--Closer concerns: The A's had a Midas touch with closers over the last four years, hitting gold with Jason Isringhausen, Billy Koch and Keith Foulke. The run ended this year with Arthur Rhodes, although the June acquisition of Octavio Dotel solidified the bullpen. Still, Dotel converted 22 of 28 saves, not counting giving up the base hit that scored the winning run in the game that eliminated them. Also, the way he slings the ball from the side makes his elbow vulnerable to tendinitis. Dotel is eligible for salary arbitration this offseason. If the A's can find a better closer, especially one who's cheaper, they will get one.

--Catching up: Veteran Damian Miller indicated he would like to return to Oakland, but it isn't a certainty. Miller's has a reputation as a great defensive catcher, but his catching ERA was higher than backup Adam Melhuse's catching ERA. Also, the A's thought Melhuse was much better at executing a game plan. They grew frustrated with Miller's pitch calling at times. Whether Melhuse is ready to catch every day, or even four days a week, is also a question. The A's best catching prospects are still a year away (John Baker/ Jeremy Brown) or were just drafted (Kurt Suzuki and Landon Powell). The A's could seek a veteran for a year, before their minor leaguers are ready.

STATE OF THE FARM SYSTEM: As usual, the A's farm system is loaded with talent that can either help the major league team or be used as trade bait to help the parent club. Four of their top five affiliates made the playoffs, and two won championships (Triple-A Sacramento and High-A Modesto). The A's also had three Most Valuable Players in the league -- 1B Dan Johnson of the Pacific Coast League, OF Brian Stavisky in the California League and OF Javier Herrera in the Northwest League.


--1B Dan Johnson has nothing left to prove in the minors. Johnson, a seventh-round draft pick in 2001, hit .299 with 29 home runs and 111 RBIs for the River Cats and was named league MVP. The problem is, Johnson is a left-handed hitter. The A's already have a lefty playing first base in Scott Hatteberg (who is signed for 2005) and a lefty as the designated hitter in Erubiel Durazo (who is arbitration eligible). Johnson's bat is ready for the majors. The question is where.

--RHP Jairo Garcia was the talk of the A's organization for five months as he skyrocketed from low-A Kane County to the majors in one season. Garcia struggled at the major league level, however, with his control and command. Garcia could probably use a full season in the minors. He's only 21, has just four years of minor league experience in this country and 2004 was his first full season. But if his numbers approach this year's (102 strikeouts in 61 2/3 innings, with a 1.46 ERA combined), he will be in Oakland next year.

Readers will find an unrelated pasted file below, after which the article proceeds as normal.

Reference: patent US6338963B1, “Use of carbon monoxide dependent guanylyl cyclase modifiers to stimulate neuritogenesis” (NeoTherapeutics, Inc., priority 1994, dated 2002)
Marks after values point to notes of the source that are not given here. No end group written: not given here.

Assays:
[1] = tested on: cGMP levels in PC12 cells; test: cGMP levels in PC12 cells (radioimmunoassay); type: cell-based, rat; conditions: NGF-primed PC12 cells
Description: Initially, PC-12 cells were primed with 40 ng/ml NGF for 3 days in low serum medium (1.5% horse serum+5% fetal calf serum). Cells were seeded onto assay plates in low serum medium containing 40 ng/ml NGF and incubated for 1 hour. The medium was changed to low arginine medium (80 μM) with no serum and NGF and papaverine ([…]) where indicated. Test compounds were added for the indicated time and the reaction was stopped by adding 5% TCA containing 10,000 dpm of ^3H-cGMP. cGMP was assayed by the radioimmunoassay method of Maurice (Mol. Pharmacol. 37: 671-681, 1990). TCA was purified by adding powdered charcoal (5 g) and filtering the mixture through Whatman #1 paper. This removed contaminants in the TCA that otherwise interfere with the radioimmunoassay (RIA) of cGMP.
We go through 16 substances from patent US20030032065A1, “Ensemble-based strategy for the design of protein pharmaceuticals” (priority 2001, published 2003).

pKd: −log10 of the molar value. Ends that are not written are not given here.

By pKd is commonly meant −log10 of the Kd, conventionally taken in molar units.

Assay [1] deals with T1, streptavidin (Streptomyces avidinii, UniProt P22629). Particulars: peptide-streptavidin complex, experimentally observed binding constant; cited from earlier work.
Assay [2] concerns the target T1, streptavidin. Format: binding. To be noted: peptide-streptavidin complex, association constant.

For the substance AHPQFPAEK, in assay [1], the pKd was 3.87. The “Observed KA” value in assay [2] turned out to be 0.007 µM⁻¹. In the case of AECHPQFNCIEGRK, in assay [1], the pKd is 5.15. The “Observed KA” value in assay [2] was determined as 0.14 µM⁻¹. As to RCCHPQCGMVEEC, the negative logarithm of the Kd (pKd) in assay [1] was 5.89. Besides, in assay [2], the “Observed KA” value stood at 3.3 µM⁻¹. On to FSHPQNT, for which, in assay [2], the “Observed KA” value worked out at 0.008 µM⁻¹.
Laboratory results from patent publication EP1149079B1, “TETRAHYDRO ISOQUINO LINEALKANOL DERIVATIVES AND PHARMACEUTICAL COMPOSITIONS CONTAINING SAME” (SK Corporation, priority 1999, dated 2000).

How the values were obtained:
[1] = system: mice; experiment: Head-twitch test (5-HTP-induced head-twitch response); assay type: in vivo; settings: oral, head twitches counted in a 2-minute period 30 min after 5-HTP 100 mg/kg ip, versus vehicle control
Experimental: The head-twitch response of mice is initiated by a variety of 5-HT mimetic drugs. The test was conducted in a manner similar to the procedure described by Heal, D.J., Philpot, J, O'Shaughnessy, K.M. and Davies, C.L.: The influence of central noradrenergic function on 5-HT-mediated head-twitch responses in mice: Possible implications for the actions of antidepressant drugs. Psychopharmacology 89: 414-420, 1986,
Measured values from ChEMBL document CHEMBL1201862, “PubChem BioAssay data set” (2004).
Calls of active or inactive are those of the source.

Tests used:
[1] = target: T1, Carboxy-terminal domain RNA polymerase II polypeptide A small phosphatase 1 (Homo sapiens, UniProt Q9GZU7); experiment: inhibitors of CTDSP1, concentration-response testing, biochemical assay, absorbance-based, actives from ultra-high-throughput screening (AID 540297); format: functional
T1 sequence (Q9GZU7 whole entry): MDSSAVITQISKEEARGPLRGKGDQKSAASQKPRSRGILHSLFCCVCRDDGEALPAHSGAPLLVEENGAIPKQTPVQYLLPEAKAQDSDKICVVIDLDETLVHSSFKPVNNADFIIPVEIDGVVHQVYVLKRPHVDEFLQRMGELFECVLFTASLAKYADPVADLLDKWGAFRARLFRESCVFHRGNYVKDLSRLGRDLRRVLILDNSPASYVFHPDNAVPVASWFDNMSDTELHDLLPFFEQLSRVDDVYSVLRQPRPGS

--RHP Huston Street made a similar meteoric rise in the system, but his background contains more experience. Street was the closer at the University of Texas and thrived in the role. Drafted in June by the A's, he moved from low-A Kane County to Double-A Midland to Triple-A Sacramento and had combined numbers of a 1.38 ERA, 30 strikeouts in 26 innings. The A's decided not to call him up in September, but don't be surprised if he's competing for a job in the majors in spring training and is in Oakland in 2004.

MEDICAL WATCH: 2B Mark Ellis will continue his rehab from a separated shoulder and torn labrum through the offseason. He will play in instructional league games and perhaps in winter ball. He should be cleared by spring training of next year. RHP Kirk Saarloos will have some type of surgery on his right elbow. One of three options is "Tommy John" surgery, which requires a 12-15 month rehab. Saarloos could compete for a fifth starter/long reliever role in the majors next year if it's only a cleanup surgery. No other A's players have significant injuries that will require surgery. However, since more than 15 players had either back spasms or oblique strains, the A's will need to re-evaluate their offseason conditioning programs and spring training plans to negate a similar rash of the same injury.

Oakland Clubhouse Top Stories